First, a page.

Longman Dictionary of Contemporary English
n. 1 (context uncountable English) Warfare in which opposing sides occupy trenches and repeatedly fire at one another; usually involving high casualty rates over a long period of time. 2 (context uncountable by extension euphemistic English) Fighting of any sort which offers no hope of ending soon.
Trench warfare is a type of land warfare using occupied fighting lines consisting largely of trenches, in which troops are significantly protected from the enemy's small arms fire and are substantially sheltered from artillery. The most famous use of trench warfare is the Western Front in World War I. It has become a byword for stalemate, attrition, sieges and futility in conflict.
Trench warfare occurred when a revolution in firepower was not matched by similar advances in mobility, resulting in a grueling form of warfare in which the defender held the advantage. On the Western Front in 1914–18, both sides constructed elaborate trench and dugout systems opposing each other along a front, protected from assault by barbed wire, mines, and other obstacles. The area between opposing trench lines (known as " no man's land") was fully exposed to artillery fire from both sides. Attacks, even if successful, often sustained severe casualties.
With the development of armoured warfare, emphasis on trench warfare has declined, but still occurs where battle-lines become static.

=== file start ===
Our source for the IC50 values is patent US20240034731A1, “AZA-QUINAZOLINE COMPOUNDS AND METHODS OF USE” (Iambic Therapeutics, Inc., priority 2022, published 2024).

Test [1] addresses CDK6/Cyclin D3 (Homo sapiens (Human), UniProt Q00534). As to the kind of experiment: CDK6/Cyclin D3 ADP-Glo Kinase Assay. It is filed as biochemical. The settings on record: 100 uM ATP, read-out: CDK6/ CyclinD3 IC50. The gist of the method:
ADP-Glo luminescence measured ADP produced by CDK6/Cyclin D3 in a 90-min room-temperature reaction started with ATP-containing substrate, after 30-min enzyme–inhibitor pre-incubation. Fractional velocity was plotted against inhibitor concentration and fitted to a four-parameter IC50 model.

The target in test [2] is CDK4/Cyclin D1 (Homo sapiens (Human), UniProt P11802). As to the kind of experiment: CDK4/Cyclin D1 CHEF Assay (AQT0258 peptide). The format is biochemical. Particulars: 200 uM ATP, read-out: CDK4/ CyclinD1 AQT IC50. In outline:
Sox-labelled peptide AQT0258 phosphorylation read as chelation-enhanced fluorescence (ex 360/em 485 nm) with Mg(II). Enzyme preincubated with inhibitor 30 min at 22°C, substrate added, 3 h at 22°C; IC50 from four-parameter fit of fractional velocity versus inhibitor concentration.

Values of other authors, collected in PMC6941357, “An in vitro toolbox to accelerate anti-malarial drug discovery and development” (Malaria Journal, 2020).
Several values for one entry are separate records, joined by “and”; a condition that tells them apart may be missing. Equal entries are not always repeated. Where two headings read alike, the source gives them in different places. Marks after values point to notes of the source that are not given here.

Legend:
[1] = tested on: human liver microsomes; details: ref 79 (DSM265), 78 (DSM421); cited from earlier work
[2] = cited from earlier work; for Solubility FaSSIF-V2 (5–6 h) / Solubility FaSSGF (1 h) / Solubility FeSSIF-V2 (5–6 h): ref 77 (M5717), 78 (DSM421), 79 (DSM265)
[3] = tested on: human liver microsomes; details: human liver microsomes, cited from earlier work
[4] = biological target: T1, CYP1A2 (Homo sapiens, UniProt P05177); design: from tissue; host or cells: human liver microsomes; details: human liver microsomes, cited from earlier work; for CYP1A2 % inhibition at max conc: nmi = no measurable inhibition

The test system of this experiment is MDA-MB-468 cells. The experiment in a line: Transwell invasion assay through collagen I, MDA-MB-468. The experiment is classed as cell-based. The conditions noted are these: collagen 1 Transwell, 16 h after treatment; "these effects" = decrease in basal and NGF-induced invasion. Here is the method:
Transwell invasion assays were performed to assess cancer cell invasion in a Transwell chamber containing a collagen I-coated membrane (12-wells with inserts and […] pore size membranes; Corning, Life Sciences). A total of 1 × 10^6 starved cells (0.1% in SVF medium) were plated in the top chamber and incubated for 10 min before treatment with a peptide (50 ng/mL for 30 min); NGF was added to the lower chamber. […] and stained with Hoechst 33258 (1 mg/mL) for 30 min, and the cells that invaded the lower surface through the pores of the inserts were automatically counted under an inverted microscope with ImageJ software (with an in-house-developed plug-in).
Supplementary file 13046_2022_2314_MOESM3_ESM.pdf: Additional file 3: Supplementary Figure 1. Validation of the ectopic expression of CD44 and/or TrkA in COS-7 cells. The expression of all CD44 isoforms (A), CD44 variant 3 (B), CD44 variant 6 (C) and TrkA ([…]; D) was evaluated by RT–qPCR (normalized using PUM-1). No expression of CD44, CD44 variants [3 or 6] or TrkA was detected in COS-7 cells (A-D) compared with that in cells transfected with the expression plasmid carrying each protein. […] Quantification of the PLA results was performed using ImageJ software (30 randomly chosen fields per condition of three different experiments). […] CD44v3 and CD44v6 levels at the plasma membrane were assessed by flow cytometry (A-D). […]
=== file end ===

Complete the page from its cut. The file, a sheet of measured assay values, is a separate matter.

Usage examples of "trench warfare".
Fighting from building to building inside the great stone walls of Diocletian's palace had been every bit as appalling as trench warfare in France a quarter of a century before.
From the beginning of October until almost the end of November 1944, however, it would be involved in static, trench warfare, more reminiscent of World War I than World War II.
The Allies, however, soon halted the German army at the Marne River, and the war in the West settled down to four years of trench warfare--the static or at a standstill kind of war described in the discussion of Chapter 6 in this guidebook.
Humans and their genetically engineered allies had been forced into World-War-I-style trench warfare by this.
He had been a member of a Storm battalion in the World War: one of the elite units pulled from the front lines to break the deadly cycle of trench warfare.
After it, with the advent of winter, came the slow deadly sinking into the stalemate of trench warfare.